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Following the EV Leader

CATL Battery Factory
China cements its dominance in electric vehicles.

There was a time, in the late 1990s—when the futuristic GM EV1 electric car had been launched by General Motors—that it appeared that North America would lead the world in electric vehicle (EV) development. But GM cancelled the EV1 in 2003 and crushed all but a handful of the cars. Other US carmakers' EV programs quickly followed suit, bringing development of electrification to a near standstill. It didn’t seem like it at the time, but this was the beginning of the end for US EV supremacy, providing an opening for others to exploit. China has become that “other.”  

During the past month, four announcements have provided a clear indication of where the Chinese EV auto industry is headed:

  • June 27, 2018 – BYD opened a 24GWh power battery factory in Western China’s Qinghai province as it prepares to increase total production capacity to 60GWh by 2020. The technologically advanced factory will be the largest in the world after its construction is completed in 2019.
  • July 8, 2018 - The world’s largest lithium ion battery maker, Contemporary Amperex Technology Ltd. (CATL)—a Chinese company—announced it would build a $280 million battery plant in Germany to supply European car makers that are entering the EV market.
  • July 9, 2018 - BMW announced that its electrically powered iX3 cross-over utility vehicle would be built in China for both the Chinese market and would be shipped from China for all markets worldwide.
  • July 10, 2018 - Tesla announced that it would build a plant in China capable of producing 500,000 electric vehicles. Unlike previous automobile plants in China, which have been joint ventures between foreign and domestic carmakers, the Gigafactory 3—scheduled to open within 2 years—will be wholly owned by Tesla.

Growth Markets

Although it has taken nearly a decade, the auto industry has finally rebounded from the aftermath of the 2008 financial calamity that saw bankruptcies, takeovers, and bailouts. But in North America, the demand for new cars has plateaued. In 2017, 17.4 million light vehicles were sold here. That number is expected to only grow to 18 million vehicles by 2024. By comparison, the growth of China’s auto market has been enormous and continuous. In 2015, China became the largest auto market in the world, surpassing the US. It is also the largest market for EVs.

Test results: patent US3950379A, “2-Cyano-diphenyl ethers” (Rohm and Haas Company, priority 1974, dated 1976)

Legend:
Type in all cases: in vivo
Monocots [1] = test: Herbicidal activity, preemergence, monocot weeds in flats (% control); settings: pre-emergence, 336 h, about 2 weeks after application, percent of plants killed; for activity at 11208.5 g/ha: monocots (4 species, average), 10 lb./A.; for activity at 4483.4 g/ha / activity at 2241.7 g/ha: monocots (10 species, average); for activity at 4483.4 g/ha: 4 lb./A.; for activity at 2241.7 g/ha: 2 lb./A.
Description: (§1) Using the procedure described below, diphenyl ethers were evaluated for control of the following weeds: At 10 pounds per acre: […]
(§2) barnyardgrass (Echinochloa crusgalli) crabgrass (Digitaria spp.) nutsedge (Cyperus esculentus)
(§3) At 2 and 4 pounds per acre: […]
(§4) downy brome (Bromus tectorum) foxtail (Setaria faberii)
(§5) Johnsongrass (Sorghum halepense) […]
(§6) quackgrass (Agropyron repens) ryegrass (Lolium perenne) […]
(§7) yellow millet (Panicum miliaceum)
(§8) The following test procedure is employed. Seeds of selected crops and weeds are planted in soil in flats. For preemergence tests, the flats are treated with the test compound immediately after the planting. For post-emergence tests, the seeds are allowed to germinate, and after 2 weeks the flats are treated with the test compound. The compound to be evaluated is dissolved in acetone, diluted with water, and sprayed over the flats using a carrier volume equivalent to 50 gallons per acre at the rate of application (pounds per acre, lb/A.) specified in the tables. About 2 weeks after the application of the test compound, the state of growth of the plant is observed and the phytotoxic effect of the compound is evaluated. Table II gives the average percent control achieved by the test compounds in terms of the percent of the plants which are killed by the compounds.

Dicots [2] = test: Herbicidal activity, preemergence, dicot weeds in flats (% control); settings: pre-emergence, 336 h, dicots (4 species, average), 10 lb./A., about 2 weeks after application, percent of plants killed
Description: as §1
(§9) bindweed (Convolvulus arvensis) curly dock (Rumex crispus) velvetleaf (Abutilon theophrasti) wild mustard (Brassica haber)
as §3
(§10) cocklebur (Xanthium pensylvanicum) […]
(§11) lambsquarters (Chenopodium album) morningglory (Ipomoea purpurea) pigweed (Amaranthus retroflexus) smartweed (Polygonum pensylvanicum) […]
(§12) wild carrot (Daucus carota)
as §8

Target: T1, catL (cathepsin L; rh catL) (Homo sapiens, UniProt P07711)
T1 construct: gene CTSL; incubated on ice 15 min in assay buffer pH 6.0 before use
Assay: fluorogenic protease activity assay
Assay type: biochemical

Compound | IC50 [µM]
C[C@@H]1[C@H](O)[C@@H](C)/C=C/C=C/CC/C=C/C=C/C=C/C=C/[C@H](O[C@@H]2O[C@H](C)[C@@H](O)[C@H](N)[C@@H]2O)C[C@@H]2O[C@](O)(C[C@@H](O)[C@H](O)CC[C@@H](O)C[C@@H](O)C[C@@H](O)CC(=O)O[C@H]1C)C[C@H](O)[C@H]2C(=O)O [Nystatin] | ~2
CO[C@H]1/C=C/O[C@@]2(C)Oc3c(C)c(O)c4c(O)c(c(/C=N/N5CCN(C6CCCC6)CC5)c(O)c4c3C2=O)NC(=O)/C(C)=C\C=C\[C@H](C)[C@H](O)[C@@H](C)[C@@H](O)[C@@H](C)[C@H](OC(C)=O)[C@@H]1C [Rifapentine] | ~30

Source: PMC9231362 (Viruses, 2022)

“There are two main drivers for the investment into producing EVs in China,” Stephanie Brinley, principle analyst at IHS Markit, told Design News. “The first is the sheer size and potential of the overall light-vehicle market itself. In 2017, 27.9 million light vehicles were sold in China, and the market is forecast to grow to nearly 34 million units by 2024. With a market that size, there can be a case for localized production being more effective and efficient. Second, the Chinese government is encouraging investment into EV production and sales, through a combination of tax incentives for consumers and production targets for automakers.”

In a few short years, CATL has become the largest lithium ion battery maker in the world. (Image source: CATL)

EV Powerhouse

It is this government support for EVs that is making China into an EV powerhouse. “Regulations across the world are encouraging a broader shift to electrified powertrains, but the Chinese market is larger, and with government support, has potential to be a larger EV market than others as well,” said Brinley.

Worldwide, after a slow start, there is a growing shift toward EVs. “Electrification is a done deal as several countries have announced a deadline for the sale of internal combustion engine cars to end. Electric vehicles are on the cusp of another boom,” said BYD President and Chairman Wang Chuanfu in a company press release that announced his company’s new Qinghai battery factory.

According to the IHS Markit production forecast, global production of EVs will reach about 7.3 million units in 2025, compared with 1.3 million units in 2018. Global production of all vehicles is forecast to reach 110.5 million units in 2025. EVs are forecast to account for about 6.7% of global production that year, Brinley said.

At Home and Abroad
China’s EV industry is expanding in two ways. First, companies like BYD are building both lithium ion batteries and the vehicles that they power. BYD produces a range of vehicles including city buses (it has a plant in Southern California), trucks, and passenger cars. Meanwhile, other battery companies like CATL are putting their efforts into supplying cells, modules, and packs to foreign and domestic car makers. Their goal is to become a supplier to the world’s biggest brands as they move into the EV market.